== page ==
Mr. Yang Yü to Mr. Gresham.
Washington, November 8, 1893. (Received November 9.)
Sir: I have the honor to state that I have received information of the passage by the Congress of the United States of an act to amend an act entitled “An act to prohibit the coming of Chinese persons into the United States,” and I express my thanks for the provision in the bill which stops the proceedings in the prosecution of Chinese persons under the Geary law in the courts, and as a result releases them from imprisonment.
It was, of course, within the power of Congress to enact the Geary law, and the amendment thereto, notwithstanding their harsh provisions, but I would suggest that if the repeal of the Geary law was an impossibility, the simple extension of the time for a term of six months was the worst treatment anticipated by the Chinese people and by the Imperial Government, and the additional objectionable provisions are a surprise and disappointment.[Page 264]
According to our treaty of 1880 with the United States “Chinese subjects, whether proceeding to the United States as traders or students, merchants or from curiosity * * * and Chinese laborers who are now in the United States * * * shall be accorded all the rights, privileges, immunities, and exemptions which are accorded to the citizens and subjects of the most favored nation;” and, reciprocally, citizens of the United States in China are treated by China in the same manner as citizens or subjects of the most favored nation there are treated. Now, the recent legislation referred to above applies only to the Chinese people in the United States, and for this reason I feel it my duty to express sincere regret and disappointment at the passage of these laws, inasmuch as they are aimed at my people to the exclusion of foreigners from all other countries. If this legislation were so extended as to include the people of other nationalities in the United States, I should deem it my duty to maintain silence upon the subject. But such is not the case.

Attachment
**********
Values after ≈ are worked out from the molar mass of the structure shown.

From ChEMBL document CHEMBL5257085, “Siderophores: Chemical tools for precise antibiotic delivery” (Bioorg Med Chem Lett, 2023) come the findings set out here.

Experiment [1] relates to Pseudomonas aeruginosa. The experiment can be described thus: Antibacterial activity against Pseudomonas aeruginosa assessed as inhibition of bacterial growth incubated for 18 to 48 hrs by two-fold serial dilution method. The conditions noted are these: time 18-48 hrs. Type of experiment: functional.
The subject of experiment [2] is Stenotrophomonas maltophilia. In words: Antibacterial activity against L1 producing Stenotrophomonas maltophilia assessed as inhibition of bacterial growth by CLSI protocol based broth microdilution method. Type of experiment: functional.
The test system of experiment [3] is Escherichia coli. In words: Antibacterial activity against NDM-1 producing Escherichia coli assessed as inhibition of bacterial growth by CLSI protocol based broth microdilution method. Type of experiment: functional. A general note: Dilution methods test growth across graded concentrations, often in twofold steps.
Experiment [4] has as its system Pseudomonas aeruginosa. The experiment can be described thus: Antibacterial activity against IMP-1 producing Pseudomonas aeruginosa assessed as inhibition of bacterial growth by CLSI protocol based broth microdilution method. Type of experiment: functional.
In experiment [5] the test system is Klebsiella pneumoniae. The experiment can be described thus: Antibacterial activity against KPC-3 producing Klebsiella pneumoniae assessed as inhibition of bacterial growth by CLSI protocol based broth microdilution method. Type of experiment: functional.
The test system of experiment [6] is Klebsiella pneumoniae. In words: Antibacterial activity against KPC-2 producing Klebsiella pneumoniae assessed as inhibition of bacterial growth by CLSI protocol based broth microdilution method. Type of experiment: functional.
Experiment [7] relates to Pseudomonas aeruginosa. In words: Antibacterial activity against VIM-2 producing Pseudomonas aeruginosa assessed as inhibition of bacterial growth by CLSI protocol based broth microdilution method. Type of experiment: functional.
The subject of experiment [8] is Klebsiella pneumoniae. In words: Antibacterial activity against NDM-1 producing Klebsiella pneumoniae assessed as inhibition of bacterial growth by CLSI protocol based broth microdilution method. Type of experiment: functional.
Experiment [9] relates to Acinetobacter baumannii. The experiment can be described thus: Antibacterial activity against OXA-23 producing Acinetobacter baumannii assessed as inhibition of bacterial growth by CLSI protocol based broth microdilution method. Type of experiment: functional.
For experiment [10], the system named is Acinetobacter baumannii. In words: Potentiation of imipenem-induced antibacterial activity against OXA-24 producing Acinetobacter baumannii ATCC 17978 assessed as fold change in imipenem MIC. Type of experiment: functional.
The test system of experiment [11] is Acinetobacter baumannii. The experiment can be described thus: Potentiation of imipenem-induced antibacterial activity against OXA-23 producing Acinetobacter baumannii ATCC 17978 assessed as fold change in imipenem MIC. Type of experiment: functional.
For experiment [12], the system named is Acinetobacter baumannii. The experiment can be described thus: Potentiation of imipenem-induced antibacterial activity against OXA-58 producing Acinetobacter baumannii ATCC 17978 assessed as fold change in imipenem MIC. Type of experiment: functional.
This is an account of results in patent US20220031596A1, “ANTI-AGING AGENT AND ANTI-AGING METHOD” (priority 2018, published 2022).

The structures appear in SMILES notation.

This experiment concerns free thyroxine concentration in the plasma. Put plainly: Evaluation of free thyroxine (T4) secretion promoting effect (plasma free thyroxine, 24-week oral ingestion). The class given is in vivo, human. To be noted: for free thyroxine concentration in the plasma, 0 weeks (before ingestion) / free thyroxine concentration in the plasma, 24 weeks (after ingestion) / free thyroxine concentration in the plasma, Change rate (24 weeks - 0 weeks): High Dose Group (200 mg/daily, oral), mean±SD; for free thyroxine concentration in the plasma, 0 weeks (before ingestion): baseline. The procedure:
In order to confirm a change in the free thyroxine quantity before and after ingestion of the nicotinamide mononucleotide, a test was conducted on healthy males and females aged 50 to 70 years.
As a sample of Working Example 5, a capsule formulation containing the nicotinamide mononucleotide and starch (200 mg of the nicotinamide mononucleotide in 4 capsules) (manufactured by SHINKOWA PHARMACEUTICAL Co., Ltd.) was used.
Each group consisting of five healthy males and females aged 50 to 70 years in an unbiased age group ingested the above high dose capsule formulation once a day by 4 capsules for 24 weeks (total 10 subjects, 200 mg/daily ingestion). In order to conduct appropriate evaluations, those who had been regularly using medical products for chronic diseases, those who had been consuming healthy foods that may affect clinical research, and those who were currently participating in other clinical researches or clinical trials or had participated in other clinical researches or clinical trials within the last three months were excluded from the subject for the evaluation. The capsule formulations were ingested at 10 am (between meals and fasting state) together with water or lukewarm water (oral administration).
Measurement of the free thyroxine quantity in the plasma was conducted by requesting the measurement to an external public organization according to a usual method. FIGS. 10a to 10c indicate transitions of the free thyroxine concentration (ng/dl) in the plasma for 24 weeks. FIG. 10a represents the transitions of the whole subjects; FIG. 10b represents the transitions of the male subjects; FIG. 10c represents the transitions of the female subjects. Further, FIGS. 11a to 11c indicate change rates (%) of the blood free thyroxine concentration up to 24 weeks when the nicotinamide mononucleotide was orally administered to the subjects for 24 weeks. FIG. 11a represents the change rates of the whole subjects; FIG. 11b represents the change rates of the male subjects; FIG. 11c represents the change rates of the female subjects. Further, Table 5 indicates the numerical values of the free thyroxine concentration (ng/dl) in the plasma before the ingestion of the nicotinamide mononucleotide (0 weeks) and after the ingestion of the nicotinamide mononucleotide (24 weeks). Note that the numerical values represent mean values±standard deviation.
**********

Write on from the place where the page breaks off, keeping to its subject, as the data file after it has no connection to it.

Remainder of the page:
It becomes necessary under the existing circumstances for the Chinese Government to consider and anticipate at this early date the fact that many worthy Chinese residents of the United States, who may be entitled to remain in the country, may not be able to meet the requirements of the law, or may not, for technical reasons, be accorded the privilege of registration, and hence at the end of the six months our Government may meet with a repetition of the same difficulties, to a greater or less extent, through which they have just passed, and from which they are now enjoying what may prove to be a temporary respite. It appears, therefore, that our respective governments should immediately arrive at an amicable understanding as to the future relations that are to exist between them in regard to the grave and important questions involved.
An explanation of the act of Congress is requested upon the question as to whether it is the intention of its provisions that the number of Chinese persons in the United States may be ascertained in order that the Chinese and Americans may live amicably together in the United States. If this is the intention of the law, I may be permitted to suggest that mutual consideration of the question and cordial cooperation, rather than the enactment of such legislation, would serve to further strengthen the friendly relations which have so long existed between China and the United States. In view of all the facts I would respectfully inquire whether it is now the intention of the United States Government to permit these most serious questions to rest as a finality upon the legislation of Congress as it now exists, or whether the thought is entertained of further negotiation through a different source, to the end that all the existing difficulties between such nations may be permanently settled, and their honor, dignity, and friendship maintained and preserved.
If the Government of the United States desires to entertain and consider any negotiation whatever that may lead to an adjustment of the questions involved, I will willingly join in an interview upon that subject.
It is with a feeling of assurance that the Secretary of State has always entertained a cordial regard for the friendly relations between the two nations that I venture to address this note to him, and I, in conclusion, desire to express to him my sincere thanks for the many courtesies and kindnesses extended by him to me and my Government.